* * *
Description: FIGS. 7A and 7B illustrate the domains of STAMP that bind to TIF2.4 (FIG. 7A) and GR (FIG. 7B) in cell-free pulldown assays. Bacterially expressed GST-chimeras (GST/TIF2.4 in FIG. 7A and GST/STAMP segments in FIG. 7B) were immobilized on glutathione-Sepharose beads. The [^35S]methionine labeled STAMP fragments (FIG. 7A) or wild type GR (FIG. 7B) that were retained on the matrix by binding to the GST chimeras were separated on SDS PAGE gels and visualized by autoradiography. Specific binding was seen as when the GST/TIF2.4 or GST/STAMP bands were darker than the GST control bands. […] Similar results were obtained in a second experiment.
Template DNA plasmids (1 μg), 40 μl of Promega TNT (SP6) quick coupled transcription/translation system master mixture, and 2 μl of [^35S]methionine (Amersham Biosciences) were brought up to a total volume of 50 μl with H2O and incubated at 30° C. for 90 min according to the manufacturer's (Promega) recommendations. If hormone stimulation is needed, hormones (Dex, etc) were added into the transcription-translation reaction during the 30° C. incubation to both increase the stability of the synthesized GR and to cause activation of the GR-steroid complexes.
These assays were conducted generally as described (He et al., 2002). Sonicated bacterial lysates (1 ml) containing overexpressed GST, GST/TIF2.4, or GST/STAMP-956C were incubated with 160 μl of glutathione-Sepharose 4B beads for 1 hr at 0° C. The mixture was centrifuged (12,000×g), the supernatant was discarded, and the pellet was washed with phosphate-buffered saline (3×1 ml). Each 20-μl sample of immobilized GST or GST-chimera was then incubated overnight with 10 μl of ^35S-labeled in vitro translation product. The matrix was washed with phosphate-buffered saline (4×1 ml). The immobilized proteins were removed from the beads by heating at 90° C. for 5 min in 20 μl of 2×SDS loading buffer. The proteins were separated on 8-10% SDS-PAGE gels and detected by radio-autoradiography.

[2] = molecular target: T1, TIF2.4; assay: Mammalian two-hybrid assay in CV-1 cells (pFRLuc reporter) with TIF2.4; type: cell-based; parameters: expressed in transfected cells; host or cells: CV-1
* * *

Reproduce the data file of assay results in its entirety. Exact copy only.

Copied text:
Description: FIGS. 7A and 7B illustrate the domains of STAMP that bind to TIF2.4 (FIG. 7A) and GR (FIG. 7B) in cell-free pulldown assays. Bacterially expressed GST-chimeras (GST/TIF2.4 in FIG. 7A and GST/STAMP segments in FIG. 7B) were immobilized on glutathione-Sepharose beads. The [^35S]methionine labeled STAMP fragments (FIG. 7A) or wild type GR (FIG. 7B) that were retained on the matrix by binding to the GST chimeras were separated on SDS PAGE gels and visualized by autoradiography. Specific binding was seen as when the GST/TIF2.4 or GST/STAMP bands were darker than the GST control bands. […] Similar results were obtained in a second experiment.
Template DNA plasmids (1 μg), 40 μl of Promega TNT (SP6) quick coupled transcription/translation system master mixture, and 2 μl of [^35S]methionine (Amersham Biosciences) were brought up to a total volume of 50 μl with H2O and incubated at 30° C. for 90 min according to the manufacturer's (Promega) recommendations. If hormone stimulation is needed, hormones (Dex, etc) were added into the transcription-translation reaction during the 30° C. incubation to both increase the stability of the synthesized GR and to cause activation of the GR-steroid complexes.
These assays were conducted generally as described (He et al., 2002). Sonicated bacterial lysates (1 ml) containing overexpressed GST, GST/TIF2.4, or GST/STAMP-956C were incubated with 160 μl of glutathione-Sepharose 4B beads for 1 hr at 0° C. The mixture was centrifuged (12,000×g), the supernatant was discarded, and the pellet was washed with phosphate-buffered saline (3×1 ml). Each 20-μl sample of immobilized GST or GST-chimera was then incubated overnight with 10 μl of ^35S-labeled in vitro translation product. The matrix was washed with phosphate-buffered saline (4×1 ml). The immobilized proteins were removed from the beads by heating at 90° C. for 5 min in 20 μl of 2×SDS loading buffer. The proteins were separated on 8-10% SDS-PAGE gels and detected by radio-autoradiography.

[2] = molecular target: T1, TIF2.4; assay: Mammalian two-hybrid assay in CV-1 cells (pFRLuc reporter) with TIF2.4; type: cell-based; parameters: expressed in transfected cells; host or cells: CV-1